Rumi Spices co-founders Emily Miller, Kim Jung, and Keith Alaniz are all combat veterans who did tours in Afghanistan. During their time there, they realized they wanted to do something to help the people find economic prosperity. The vehicle for that prosperity is saffron, an expensive spice that grows well in the Afghan climate.
Saffron is the flagship product of the Rumi Spices line. It sells for upwards of $5000 a pound, it's easy to transport, and small farmers can earn a good living growing it – provided there's a market. That's where Rumi Spices comes in. They buy the raw materials from the farmers and have Afghani women they employ process and package it. In doing so, they are creating “peace through prosperity along the same lines as Combat Flip Flops.
The company name comes from 13th-century Persian poet, Jalal al-Din Rumi. Not much has changed the way saffron gets processed since Rumi was writing. The spice comes from the saffron crocus and the stigmas and styles from the blossom need to be hand separated from the flower. Since it takes roughly 150,000 blossoms to make a kilogram of saffron, it's a labor-intensive endeavor. The labor adds to the hefty prices saffron commands, too.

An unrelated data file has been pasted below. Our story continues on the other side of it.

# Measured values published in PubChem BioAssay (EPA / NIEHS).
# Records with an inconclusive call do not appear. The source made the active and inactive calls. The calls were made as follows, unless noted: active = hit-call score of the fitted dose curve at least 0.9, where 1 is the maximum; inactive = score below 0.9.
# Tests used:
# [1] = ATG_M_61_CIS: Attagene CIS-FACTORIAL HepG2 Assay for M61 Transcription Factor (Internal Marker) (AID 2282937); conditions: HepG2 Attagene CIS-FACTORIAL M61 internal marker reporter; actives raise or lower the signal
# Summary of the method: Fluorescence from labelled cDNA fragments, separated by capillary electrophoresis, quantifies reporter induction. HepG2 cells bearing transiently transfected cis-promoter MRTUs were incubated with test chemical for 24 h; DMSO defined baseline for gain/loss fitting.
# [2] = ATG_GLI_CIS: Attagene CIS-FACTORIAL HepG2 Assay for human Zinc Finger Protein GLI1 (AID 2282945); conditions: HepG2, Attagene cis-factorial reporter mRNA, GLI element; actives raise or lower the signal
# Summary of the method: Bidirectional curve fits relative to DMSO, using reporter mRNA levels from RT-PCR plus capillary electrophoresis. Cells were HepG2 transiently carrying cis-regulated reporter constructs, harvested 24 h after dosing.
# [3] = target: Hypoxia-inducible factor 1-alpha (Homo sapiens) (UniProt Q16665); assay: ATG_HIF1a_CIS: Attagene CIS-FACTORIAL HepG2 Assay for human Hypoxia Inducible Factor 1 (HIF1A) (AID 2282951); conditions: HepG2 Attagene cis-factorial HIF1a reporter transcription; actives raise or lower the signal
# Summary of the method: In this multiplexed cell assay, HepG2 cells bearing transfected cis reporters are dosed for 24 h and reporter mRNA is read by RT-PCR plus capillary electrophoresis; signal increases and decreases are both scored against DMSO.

The veterans want a Shark to help grow their enterprise quicker. They've tripled output since starting, but the amount of farmers and the infrastructure to support growth is becoming more of a challenge. More and more farmers want to join their growers network and they need funds to support that growth.
My Take on Rumi Spices
I think if more businesses focused on their impact on their communities as much as they focus on profits, the world would be a better place. I am sure the company makes money, but it's not their only mission. As combat veterans, they've seen the impact military conflict had on Afghanistan first-hand and they want to do something to make things better for the people who live there.
They have a quote on their website that sums up their mission: “When goods do not cross borders, armies will." For too long, the only thing Afghanistan was importing was war. By creating a viable business, they lift up each farmer and employee, which in turn makes entire villages more prosperous. I love what they are doing, I am IN.
Do Sharks want to Spice Things Up?
The Sharks will love what the Rumi Spices folks are doing. Businesses with a social impact always get good feedback from the Sharks, whether they get an investment or not. Rumi Spices has their plan in place and they proved the concept with a successful Kickstarter in 2015.
Mark Lori and Daymond invested in Combat Flip Flops and Rumi has a similar mission. If their numbers work, I am sure one or more Sharks will jump on the deal.